Investing on South African soil

Private Property South Africa
Cath Jenkin

Plant a tree

There’s an old adage: The best time to plant a tree was twenty years ago. The second best time is now. The same could be said for investing in property: it’s never going to be as cheap to buy your first property as it is right now. As the cost of living has soared over the past decades, and property prices seem to have done the same, there’s one thing that can be said about property: the value continues to grow.

A personal anecdote

If you’ll allow me a personal anecdote, that I’ll use to illustrate this point: My parents made wise property choices, from an early stage of their marriage. My mother used her savings from her career as a professional ballet dancer to build their first home, and when they opted to sell that property and move on to building their second home, from scratch, it cost my parents a mere R6000. Yes, that’s R6000 for a four-bedroom, suburban home in a good neighbourhood, with a large garden, double garage, and extra plug points installed. Nowadays, I am very certain they wouldn’t be able to feed their family of five for a month on that R6000, much less build an entire house! There is simply no reason to hold back on buying your first property, and I’m sure my parents would agree with me here.

Start your asset engine

As an investment opportunity, property is one of the largest growth assets you can get involved in, and that’s a global truth. As a tangible asset, where its value is first defined by how much you can afford to devote towards investing in it, property presents an incredible opportunity for generating wealth - not only for you, but your family too. If you’re considering investing in property for the very first time, don’t delay: the sooner you start your asset engine, the better your returns will be.

An inflation buster

It’s a general rule of thumb for every investor: immovable assets are considered to be lower risk, and offer higher returns on your investment. Of course, when you buy property, you purchase an immovable asset. And theoretically, the value of an immovable asset is relatively unaffected by a rising inflation rate. In fact, rising inflation can help you as a property investor, because it boosts your property’s value. In the long term, increased property prices pay off for you as an owner, when the time comes for you to sell.

Collateral benefits

Very often, your ability to obtain a line of credit depends on another big C word: collateral. Collateral can be defined as something you offer a credit provider, as a surety that you’ll be paying back that loan. Your property investment could serve as collateral, if you need it to, and that may lead to further investment opportunities, that enable you to further your financial growth.

Your second income stream

Everyone’s feeling the pinch on their budget and bottom line, and creating a second stream of income is no longer a luxury decision: it’s a definite necessity for modern living. When you buy a property to rent it out, you’re creating the opportunity to earn a second income, without too much day-to-day effort. Although being a landlord can sometimes be difficult, the benefits of paying off a bond and creating secondary income opportunities for yourself often outweigh the pitfalls. The rental income you generate can be used to pay off a bond, save for the future, or utilised for other investments.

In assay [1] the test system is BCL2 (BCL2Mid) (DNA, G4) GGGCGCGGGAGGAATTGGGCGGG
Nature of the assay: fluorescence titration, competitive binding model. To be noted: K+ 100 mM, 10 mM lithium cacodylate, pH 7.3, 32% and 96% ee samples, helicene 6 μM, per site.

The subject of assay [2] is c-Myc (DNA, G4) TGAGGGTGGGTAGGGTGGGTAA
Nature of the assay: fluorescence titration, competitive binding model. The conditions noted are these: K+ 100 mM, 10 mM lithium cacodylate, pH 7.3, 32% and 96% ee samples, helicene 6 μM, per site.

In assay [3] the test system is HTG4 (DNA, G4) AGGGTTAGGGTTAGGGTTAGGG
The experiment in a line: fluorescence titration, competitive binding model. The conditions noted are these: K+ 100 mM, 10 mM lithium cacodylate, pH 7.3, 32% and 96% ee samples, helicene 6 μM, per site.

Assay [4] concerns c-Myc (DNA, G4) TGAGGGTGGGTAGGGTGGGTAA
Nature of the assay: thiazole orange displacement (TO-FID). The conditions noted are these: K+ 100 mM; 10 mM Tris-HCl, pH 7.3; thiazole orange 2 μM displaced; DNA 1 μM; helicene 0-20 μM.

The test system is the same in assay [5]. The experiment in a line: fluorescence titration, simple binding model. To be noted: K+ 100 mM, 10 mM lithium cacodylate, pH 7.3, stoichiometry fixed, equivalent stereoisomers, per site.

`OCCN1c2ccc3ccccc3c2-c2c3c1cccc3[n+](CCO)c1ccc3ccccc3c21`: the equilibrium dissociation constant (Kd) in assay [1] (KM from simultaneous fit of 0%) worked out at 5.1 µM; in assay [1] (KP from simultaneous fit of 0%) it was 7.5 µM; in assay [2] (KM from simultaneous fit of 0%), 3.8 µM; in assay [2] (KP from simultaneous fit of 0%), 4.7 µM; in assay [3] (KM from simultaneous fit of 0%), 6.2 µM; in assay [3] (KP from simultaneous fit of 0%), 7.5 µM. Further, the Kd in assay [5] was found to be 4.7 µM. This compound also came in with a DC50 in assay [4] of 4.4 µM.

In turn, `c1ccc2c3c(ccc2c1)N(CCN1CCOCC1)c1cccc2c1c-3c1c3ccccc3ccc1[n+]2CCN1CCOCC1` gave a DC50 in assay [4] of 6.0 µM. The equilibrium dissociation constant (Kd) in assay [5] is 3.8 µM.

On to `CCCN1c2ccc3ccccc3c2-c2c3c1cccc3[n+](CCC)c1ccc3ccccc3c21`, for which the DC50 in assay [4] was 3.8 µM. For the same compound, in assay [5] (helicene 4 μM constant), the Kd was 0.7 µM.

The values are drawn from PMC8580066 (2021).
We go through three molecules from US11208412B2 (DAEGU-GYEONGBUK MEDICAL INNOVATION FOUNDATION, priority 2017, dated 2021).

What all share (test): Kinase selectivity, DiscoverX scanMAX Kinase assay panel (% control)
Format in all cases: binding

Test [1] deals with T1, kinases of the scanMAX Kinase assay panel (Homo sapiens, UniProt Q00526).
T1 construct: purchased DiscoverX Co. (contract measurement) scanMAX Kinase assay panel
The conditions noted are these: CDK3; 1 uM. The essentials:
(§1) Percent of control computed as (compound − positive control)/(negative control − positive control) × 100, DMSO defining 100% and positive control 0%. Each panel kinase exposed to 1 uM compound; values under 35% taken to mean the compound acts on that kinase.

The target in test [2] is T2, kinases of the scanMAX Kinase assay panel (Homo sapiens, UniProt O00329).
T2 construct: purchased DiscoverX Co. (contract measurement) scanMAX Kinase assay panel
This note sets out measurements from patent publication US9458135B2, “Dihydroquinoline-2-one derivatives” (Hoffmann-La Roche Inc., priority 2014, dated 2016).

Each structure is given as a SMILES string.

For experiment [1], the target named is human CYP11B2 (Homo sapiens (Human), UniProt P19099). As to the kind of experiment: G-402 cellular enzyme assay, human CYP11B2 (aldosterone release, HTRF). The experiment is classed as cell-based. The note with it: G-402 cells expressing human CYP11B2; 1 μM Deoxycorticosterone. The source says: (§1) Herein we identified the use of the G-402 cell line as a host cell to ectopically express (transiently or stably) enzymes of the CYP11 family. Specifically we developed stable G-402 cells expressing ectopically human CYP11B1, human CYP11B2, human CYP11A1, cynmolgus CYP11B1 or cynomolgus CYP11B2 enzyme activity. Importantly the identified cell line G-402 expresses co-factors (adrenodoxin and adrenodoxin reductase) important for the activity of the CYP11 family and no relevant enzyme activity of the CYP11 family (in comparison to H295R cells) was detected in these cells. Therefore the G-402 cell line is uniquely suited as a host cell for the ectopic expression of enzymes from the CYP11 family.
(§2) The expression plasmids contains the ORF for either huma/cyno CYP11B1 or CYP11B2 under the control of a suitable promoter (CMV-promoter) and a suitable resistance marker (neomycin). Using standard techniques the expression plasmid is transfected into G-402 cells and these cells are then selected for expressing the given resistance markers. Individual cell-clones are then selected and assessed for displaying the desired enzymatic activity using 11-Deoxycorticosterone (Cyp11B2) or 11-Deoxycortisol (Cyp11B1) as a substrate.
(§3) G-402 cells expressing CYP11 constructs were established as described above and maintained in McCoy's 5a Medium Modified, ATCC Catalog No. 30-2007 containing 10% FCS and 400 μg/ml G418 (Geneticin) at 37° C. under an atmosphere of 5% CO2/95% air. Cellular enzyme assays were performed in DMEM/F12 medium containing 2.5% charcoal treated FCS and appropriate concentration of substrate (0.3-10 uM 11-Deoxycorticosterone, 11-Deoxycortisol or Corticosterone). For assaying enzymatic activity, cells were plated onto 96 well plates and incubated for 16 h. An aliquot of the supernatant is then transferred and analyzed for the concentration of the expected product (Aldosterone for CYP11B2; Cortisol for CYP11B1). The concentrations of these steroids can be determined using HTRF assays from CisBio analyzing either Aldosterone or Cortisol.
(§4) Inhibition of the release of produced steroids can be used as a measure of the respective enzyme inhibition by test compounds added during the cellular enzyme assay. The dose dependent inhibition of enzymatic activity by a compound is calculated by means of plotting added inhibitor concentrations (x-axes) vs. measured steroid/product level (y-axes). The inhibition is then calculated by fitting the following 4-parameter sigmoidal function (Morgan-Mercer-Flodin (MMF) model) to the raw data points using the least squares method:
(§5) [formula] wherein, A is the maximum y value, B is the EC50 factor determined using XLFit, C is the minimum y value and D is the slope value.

Comparatively speaking

As a property investment opportunity, South Africa is unmissable. Foreign property investors have long known this, with investors from overseas purchasing properties in upmarket suburbs for a comparative steal. Rather than investing your capital in foreign countries, consider the capital investment you have available to you, and just how much more bang you’ll get for your buck, by buying property in South Africa.

Starting small

It’s relatively easy to start small when investing property in South Africa: properties purchased for under R1 million feature as part of the most active segment of the property marketplace. That makes total sense too, because properties under the R900 000 mark attract no transfer duties. That’s a significantly low barrier to entry if you’re looking to make your first investment into the property market.

Read more: 2019 is the year for first time home buyers

Your capital investment

Also, if you’re saving up for a deposit right now, and plan to invest in property in the near future, don’t sweat too much: many financial institutions are willing to offer 0% deposit home loans, giving first time buyers a 100% home loan.

A buyer’s market

The good news about 2019: we’re in a buyer’s market. An election year usually lends itself towards a buyer’s market, where the average property prices dip. This presents an enormous opportunity for property investors, where they’re able to pick up a new investment property at a lower-than-expected price.

It’s time to start your asset engine and make your first investment: build your wealth with property.

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